Murring tribes
In the extreme south of New South Wales there was a
large [number - crossed out] aggregate of tribes (Murring tribes) who attended the same Iniation [sic] cere
monies, [coming - crossed out] from an area which may be defined by the Shoal
haven River
, Braidwood, the southern part of Maneroo, and Twofold Bay.
At the termination of these ceremonies, where the novices had gone into [probation -crossed out] by themselves during their turn of probation (2) and when the people
were about to separate, there was held a kind of market at wich/which
[people laid out - crossed out] those articles were laid out, which they had brought with them
for [the purpose of - crossed out] exchange. It was held on some clear space near
the camp, and A man would say "I have brought such and such things"
and some other man would bargain for them. A complete set of arti
articles was, one ngulia or belt of opossum fur string,
four burrian or mens kilts, one gumbrun or bone nosepeg, and a co
complete set of corroborre ornaments. it was the rule that a
complete set went together. Weapons might be given in exchange
and a complete set of these was, [two hands that is - crossed out] ten fighting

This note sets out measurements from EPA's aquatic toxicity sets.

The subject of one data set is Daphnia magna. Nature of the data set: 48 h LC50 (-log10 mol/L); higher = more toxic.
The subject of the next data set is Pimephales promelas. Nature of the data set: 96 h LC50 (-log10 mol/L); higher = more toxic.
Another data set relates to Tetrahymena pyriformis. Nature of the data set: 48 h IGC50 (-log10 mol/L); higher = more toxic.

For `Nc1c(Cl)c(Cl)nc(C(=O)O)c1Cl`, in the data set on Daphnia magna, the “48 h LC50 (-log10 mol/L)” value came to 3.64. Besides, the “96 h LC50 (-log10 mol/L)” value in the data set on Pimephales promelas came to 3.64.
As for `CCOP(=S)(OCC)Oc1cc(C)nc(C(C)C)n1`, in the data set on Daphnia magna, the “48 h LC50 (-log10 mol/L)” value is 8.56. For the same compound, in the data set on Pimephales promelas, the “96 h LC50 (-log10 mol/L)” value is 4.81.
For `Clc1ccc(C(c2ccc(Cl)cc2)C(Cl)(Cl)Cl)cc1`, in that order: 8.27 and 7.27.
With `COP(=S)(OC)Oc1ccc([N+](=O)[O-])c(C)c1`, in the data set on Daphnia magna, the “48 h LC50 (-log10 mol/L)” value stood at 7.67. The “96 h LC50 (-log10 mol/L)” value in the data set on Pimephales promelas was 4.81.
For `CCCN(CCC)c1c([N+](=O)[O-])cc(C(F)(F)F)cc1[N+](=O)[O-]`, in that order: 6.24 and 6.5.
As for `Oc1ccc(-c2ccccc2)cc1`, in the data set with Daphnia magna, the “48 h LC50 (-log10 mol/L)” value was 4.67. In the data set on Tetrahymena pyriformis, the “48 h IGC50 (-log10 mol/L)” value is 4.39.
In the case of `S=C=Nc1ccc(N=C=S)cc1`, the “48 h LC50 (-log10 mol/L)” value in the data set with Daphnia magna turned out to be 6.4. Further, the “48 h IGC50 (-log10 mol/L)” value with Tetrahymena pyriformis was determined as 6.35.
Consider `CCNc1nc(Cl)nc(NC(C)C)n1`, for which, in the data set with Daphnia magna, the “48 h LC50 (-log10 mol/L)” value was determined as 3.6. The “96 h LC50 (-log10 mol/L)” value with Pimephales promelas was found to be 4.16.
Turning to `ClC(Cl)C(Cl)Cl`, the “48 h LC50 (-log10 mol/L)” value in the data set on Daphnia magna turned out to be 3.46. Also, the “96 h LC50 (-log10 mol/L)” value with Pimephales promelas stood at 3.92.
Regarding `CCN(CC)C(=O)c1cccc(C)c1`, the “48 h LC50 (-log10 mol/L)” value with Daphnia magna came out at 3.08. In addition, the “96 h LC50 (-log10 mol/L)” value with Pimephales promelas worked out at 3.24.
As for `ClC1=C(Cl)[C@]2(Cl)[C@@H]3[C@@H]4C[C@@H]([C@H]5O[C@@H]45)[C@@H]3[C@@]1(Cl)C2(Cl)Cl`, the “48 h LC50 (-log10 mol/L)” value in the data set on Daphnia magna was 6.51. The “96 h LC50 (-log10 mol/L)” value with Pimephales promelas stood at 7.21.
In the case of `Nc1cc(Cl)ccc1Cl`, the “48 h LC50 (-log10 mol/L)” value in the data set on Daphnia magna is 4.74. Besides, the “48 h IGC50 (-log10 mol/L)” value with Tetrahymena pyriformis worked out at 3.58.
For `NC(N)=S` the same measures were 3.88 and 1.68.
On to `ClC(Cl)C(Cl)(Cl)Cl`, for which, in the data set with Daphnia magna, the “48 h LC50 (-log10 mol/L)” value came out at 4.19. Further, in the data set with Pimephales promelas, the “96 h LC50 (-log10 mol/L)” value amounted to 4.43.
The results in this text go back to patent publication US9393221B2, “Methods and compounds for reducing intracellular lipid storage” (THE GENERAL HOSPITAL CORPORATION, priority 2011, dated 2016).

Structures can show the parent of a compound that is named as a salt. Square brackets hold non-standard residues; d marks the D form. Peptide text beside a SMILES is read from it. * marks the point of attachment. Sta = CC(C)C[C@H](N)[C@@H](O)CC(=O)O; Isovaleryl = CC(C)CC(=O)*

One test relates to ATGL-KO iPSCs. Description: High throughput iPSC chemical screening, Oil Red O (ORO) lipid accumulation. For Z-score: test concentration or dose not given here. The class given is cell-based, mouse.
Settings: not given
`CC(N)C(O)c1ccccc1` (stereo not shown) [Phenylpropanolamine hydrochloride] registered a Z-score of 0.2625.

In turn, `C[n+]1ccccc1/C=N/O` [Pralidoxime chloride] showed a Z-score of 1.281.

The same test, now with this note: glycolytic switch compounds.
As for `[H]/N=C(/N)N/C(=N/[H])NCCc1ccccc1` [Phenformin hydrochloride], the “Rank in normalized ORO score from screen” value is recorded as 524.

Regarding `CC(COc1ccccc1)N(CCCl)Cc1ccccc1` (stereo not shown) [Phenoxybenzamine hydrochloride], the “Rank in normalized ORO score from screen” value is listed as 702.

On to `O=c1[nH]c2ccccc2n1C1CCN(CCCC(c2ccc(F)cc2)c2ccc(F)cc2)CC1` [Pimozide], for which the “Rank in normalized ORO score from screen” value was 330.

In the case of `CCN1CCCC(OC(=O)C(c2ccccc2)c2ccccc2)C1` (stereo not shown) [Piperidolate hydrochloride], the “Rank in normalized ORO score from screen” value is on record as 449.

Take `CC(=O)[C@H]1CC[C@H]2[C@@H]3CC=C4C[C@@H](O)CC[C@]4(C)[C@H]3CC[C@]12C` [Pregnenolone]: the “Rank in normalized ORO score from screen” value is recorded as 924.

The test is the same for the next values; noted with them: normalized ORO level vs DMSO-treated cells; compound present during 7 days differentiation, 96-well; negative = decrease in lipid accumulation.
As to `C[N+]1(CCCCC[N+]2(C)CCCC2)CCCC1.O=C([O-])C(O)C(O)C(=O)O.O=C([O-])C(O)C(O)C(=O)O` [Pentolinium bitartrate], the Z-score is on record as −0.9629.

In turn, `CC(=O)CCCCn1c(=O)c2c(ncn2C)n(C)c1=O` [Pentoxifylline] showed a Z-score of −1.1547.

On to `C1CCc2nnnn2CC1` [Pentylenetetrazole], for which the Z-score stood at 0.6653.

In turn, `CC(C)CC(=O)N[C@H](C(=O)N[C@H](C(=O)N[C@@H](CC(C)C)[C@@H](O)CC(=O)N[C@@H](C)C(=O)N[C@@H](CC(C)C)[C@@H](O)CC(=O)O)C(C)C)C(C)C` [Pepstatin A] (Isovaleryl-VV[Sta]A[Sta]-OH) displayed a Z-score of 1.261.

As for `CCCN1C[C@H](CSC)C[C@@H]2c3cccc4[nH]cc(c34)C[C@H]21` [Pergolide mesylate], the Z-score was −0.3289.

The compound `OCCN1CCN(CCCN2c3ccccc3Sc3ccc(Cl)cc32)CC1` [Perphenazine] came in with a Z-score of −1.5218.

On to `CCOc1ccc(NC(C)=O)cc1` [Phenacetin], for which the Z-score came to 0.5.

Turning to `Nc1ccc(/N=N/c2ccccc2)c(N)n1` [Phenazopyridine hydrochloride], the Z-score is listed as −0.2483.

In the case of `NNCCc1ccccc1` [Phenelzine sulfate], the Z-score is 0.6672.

boomerangs, being the straight going ones, )warangun), the same
number of grasstree spears (gumma), one of each kind of shield,
namely the bembata used for stopping spears, and the millidu
used for club fighting. One club, (gūgerŭng) or bundi, and one
spear thrower, (woomera).

The women also engaged in this trade, exchanging opossum
rugs, bags, digging sticks (tuali) &ct.

Not only wre [sic] these things bartered, but presents were made
to friends, and to the head men by the other men. The women gave
things also to the wives of the headmen. A headman who was held in great consi
deration might have as many things given to him, as he could
well carry away.

Not only were articles which the people made themselves
bartered, but but also things which had some special value,
and had been brought perhaps from a distant tribe. Such as insta
instance was told me by my informants, in speaking of these
things. At one of their meetings, many years ago an ancient shield was bartered
for, which had been brought originally from the upper waters of
the Murrumbidgee River. It was greatly valued because as
my informant said "it had won many fights".

There are the few instances which I find among my notes
and they open up a line of enquiry which is well worth following
out where the native tribe are still in their more
primitive conditions. In Victoria, in a great part of NSW
ie the older settled district of Queensland & in S.A. South of
Lake Eyre it is at present probably quite too late to

[Note in left side margin]
(2) see Ceremonies of

JAI 1884

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